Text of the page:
This week members of the OSAC leadership and RISC teams again found themselves on the road. They converged on Philadelphia together with thousands other security-focused professionals for the 58th Annual ASIS International Seminar. David Schnorbus, Executive Director; Peter Ford, Deputy-Executive Director; Anna Rapp, Jennifer Hardwick, and Jacqueline Schools of our RISC team – and I – greeted interested attendees who passed by our OSAC booth.
Leaving Moscow behind we shifted our focus to a venue of more imminent concern: London…the site of the 2012 Summer Olympic Games, officially the Games of the XXX Olympiad, which will take place here in just over two months on 27th of July to the 12th of August 2012. The OSAC London County Council is well-established and is prepped and already very much engaged in the Pre-Olympic planning.
In February of 2002, I made my way to Salt Lake City, the site of the XIX Winter Olympic Games, where as the Head of Security of one of the Corporate sponsors I had been invited by Mitt Romney to “lock shields” with him and Federal assets in protecting the Olympic games, the first since the terrorist attacks of September 11, 2001. The lingering threat posture meant a higher level of security than ever before provided for the Games.
I can think of no more an appropriate way to cap our three-country survey of Asia than with the Pan-Asia Regional Council (PARC) meeting, graciously hosted by the Bill and Melinda Gates Foundation--nor any more appealing venue than their beautiful new, (extremely "green") offices located in the shadow of the "Space Needle" here in Seattle.
Korea is said by some to be more than 5,000 years old. It's in the heart of that antiquity that our delegation convened in Seoul where we continued a cyber-focused theme in our discussions of the particular security challenges faced here in Korea. While not my first time in this ancient country—the only nation in the world that yet remains divided—it is my first visit since having joined the ranks of the private sector.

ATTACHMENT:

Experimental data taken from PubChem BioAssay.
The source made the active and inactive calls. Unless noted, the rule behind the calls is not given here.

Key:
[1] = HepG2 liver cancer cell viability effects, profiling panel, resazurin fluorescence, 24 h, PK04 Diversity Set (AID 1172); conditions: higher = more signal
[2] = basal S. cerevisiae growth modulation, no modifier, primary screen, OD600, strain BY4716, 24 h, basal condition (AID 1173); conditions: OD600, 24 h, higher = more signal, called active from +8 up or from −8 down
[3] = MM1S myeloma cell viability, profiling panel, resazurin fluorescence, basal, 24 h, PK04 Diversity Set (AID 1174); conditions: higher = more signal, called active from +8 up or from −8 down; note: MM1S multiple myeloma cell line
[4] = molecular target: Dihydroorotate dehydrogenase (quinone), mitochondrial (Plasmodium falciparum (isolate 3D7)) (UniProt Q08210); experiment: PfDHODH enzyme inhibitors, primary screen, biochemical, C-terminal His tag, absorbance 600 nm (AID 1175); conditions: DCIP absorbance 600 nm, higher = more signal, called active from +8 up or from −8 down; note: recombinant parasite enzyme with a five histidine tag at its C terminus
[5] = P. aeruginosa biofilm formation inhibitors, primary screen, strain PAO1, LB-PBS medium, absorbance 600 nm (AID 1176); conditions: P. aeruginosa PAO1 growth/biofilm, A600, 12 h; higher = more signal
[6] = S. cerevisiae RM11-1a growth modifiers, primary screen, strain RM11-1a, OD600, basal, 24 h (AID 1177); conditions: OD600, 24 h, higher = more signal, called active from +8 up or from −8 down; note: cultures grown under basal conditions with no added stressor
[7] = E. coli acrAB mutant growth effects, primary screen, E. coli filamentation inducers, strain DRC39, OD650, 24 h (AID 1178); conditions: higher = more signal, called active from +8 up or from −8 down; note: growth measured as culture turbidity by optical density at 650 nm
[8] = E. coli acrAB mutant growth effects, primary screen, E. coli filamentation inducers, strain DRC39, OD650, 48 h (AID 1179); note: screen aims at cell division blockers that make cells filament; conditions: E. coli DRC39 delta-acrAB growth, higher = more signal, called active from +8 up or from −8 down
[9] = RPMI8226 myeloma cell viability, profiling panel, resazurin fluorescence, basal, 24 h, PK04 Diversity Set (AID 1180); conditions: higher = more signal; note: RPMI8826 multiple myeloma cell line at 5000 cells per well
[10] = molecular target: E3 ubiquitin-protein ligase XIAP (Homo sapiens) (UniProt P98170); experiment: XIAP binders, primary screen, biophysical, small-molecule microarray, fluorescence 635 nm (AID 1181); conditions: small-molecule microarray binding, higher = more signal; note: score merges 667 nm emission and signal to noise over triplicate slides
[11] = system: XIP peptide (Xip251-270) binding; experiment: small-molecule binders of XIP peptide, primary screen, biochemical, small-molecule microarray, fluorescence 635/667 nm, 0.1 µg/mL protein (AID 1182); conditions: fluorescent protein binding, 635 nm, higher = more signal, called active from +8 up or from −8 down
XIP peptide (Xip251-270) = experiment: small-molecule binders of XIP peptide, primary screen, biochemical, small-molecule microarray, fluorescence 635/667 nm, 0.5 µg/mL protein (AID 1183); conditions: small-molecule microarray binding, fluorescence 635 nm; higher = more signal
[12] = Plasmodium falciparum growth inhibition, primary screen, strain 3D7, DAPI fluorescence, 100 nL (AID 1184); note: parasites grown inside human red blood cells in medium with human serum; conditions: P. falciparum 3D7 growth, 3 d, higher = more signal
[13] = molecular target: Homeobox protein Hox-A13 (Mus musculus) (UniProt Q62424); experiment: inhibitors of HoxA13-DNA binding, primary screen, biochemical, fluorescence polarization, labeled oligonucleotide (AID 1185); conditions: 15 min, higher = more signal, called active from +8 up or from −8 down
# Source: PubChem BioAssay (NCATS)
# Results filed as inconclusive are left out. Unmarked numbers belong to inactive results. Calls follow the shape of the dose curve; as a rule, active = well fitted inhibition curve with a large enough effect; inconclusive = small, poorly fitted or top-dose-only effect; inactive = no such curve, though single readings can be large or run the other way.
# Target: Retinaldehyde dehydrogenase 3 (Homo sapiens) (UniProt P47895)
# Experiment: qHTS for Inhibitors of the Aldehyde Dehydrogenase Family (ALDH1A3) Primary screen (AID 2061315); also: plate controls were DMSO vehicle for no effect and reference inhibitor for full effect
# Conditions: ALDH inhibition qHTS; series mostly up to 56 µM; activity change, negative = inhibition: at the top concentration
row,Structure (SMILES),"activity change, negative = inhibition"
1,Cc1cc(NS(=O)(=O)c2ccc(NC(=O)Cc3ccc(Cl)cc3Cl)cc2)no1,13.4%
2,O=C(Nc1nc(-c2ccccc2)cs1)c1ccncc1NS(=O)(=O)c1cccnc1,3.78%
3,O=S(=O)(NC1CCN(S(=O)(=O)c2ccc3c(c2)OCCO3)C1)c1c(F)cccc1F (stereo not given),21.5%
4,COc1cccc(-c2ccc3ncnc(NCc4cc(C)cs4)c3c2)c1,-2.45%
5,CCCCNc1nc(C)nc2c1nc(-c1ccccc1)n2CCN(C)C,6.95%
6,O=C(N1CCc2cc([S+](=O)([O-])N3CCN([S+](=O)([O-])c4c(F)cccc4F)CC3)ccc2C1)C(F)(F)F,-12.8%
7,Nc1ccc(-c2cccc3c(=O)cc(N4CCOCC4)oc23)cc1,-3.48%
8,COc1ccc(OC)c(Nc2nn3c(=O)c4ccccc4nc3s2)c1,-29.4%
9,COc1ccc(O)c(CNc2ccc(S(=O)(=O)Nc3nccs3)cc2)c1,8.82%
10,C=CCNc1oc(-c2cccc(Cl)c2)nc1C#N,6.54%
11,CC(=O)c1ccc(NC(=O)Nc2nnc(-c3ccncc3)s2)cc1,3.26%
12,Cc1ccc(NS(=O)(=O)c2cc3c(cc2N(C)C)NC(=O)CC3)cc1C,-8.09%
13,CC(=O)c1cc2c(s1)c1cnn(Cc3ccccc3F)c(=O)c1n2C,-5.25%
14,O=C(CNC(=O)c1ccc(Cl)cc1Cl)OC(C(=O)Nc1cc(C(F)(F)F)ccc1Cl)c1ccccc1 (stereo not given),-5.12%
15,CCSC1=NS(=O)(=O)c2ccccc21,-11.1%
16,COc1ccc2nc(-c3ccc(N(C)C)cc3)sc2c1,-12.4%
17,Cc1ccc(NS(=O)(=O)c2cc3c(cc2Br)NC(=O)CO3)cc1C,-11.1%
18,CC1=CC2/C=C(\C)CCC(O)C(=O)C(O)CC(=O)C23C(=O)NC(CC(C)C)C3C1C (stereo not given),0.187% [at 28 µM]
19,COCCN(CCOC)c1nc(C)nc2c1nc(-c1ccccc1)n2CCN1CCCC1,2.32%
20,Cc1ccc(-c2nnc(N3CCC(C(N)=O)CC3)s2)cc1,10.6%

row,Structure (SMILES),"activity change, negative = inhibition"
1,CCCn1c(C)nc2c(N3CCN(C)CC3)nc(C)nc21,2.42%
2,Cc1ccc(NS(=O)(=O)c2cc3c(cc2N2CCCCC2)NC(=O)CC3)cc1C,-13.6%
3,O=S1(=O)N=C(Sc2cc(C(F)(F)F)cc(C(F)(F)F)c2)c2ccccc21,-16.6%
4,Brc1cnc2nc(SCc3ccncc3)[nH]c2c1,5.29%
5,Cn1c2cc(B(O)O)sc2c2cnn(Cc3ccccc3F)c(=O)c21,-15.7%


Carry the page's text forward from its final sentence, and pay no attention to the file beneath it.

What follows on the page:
Seven months after a 9.0 earthquake and devastating Tsunami hit Japan, claiming at least 15, 821 lives and causing what some estimate could exceed over $300 billion dollars in damages, the last of this year's joint Public/Private OSAC delegations arrived in Tokyo, the first of three key stops in Asia: Tokyo, Shanghai, and Seoul. As one makes their way from Narita International Airport, one sees no visible signs of any lingering effects of those horrific days (although I'm told that apparently the Tokyo Tower is still slightly bent). Most of those effects are yet being dealt with much further to the north.
We're here in beautiful Orlando, Florida, guests of ASIS at the ASIS International 57th Annual Seminar and Exhibits. Former Acting-Executive Director, Peter Ford, and OSAC analysts--Aiste Ray, Jennifer Hardwick--and I accepted a gracious invitation to attend this year's event and the opportunity to host an informational booth to educate the participants on OSAC and its services.
For the next generation of enterprise security leaders, is there a clear path forward to success? Enterprise security leaders discuss mentorships, education, certifications and the skills new CSOs and CISOs will need to succeed in their evolving roles and bring value to the business. But the problem is: with existing security leadership roles varying so widely, is the development of a uniform skill set even possible?